The auditor should develop and document an overall audit plan describing the expected scope and conduct of the audit. While the record of the overall audit plan will need to be sufficiently detailed to guide the development of the audit program, its precise form and content will vary depending on the size of the entity, the complexity of the audit and the specific methodology and technology used by the auditor.
Matters to be considered by the auditor in developing the overall audit plan include the following:
Knowledge of the Business
• General economic factors and industry conditions affecting the entity’s business.
• Important characteristics of the entity, its business, its financial performance and its reporting requirements including changes since the date of the prior audit.
• The general level of competence of management.
Understanding the Accounting and Internal Control Systems
• The accounting policies adopted by the entity and changes in those policies.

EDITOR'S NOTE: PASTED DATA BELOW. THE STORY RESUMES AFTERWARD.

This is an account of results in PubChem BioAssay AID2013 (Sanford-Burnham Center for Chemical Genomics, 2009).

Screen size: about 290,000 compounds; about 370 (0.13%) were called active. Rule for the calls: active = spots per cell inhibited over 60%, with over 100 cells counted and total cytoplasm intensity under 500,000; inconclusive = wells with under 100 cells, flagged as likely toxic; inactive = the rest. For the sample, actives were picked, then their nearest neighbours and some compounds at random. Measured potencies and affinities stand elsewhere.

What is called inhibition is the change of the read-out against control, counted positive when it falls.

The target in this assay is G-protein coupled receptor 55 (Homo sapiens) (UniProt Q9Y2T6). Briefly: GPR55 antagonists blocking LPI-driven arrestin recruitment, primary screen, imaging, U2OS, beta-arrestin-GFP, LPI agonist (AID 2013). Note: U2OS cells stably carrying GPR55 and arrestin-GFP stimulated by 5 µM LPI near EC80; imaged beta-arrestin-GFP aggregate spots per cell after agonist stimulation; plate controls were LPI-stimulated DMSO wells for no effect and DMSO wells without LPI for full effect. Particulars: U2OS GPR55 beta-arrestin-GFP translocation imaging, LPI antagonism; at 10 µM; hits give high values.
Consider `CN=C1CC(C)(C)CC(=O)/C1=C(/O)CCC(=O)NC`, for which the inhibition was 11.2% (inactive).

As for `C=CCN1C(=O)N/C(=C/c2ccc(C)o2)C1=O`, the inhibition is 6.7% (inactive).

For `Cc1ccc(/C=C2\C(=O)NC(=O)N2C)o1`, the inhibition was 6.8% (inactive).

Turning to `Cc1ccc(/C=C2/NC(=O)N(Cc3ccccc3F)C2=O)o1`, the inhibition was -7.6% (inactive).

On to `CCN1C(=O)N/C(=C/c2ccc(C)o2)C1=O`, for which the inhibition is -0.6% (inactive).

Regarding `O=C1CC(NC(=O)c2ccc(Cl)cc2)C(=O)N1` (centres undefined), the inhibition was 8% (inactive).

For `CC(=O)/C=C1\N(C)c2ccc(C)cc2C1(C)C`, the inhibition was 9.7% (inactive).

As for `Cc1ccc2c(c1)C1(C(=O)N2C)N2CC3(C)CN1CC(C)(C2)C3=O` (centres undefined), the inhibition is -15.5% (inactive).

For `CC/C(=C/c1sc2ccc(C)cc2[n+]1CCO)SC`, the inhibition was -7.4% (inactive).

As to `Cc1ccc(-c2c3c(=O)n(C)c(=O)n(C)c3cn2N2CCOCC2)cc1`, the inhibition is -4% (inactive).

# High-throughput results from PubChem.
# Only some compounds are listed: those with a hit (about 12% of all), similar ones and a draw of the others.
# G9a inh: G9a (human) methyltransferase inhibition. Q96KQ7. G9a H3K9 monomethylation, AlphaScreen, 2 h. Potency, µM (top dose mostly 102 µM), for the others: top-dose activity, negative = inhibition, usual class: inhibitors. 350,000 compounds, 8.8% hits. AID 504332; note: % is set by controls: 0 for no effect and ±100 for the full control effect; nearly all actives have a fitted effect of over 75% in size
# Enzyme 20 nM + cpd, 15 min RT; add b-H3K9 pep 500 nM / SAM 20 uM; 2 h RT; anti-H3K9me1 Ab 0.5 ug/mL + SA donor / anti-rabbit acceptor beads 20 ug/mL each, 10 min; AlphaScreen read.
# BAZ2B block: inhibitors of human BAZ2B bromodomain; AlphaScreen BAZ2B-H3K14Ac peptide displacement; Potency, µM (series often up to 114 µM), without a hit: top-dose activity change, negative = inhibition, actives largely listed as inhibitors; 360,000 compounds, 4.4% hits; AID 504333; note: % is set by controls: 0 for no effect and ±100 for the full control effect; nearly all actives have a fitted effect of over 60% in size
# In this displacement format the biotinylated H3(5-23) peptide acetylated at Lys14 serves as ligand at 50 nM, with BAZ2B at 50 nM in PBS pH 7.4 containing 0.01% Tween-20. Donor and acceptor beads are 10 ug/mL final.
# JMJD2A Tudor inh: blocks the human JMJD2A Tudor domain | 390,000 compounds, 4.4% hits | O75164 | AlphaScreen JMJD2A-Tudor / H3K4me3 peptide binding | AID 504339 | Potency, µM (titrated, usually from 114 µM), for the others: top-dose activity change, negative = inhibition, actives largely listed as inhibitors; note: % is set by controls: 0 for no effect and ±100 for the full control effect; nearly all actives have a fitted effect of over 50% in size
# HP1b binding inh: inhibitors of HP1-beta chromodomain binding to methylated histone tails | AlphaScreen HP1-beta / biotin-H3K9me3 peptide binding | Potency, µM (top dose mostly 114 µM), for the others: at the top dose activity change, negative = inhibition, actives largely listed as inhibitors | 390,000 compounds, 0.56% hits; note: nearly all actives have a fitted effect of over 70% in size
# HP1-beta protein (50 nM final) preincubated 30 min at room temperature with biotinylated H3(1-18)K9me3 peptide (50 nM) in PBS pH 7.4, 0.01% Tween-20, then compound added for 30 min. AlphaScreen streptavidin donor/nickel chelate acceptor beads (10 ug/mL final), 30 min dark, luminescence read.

• The effect of new accounting or auditing pronouncements.
• The auditor’s cumulative knowledge of the accounting and internal control systems and the relative emphasis expected to be placed on tests of control and substantive procedures.
Risk and Materiality
• The expected assessments of inherent and control risks and the identification of significant audit areas.
• The setting of materiality levels for audit purposes.
• The possibility of material misstatement, including the experience of past periods, or fraud.
• The identification of complex accounting areas including those involving accounting estimates
Nature, Timing and Extent of Procedures
• Possible change of emphasis on specific audit areas.
• The effect of information technology on the audit.
• The work of internal auditing and its expected effect on external audit procedures.
Coordination, Direction, Supervision and Review
• The involvement of other auditors in the audit of components, for
example, subsidiaries, branches and divisions.
• The involvement of experts.
• The number of locations.
• Staffing requirements.
• The possibility that the going concern assumption may be subject to question.
• Conditions requiring special attention, such as the existence of related parties.
• The terms of the engagement and any statutory responsibilities.
• The nature and timing of reports or other communication with the entity that are expected under the engagement.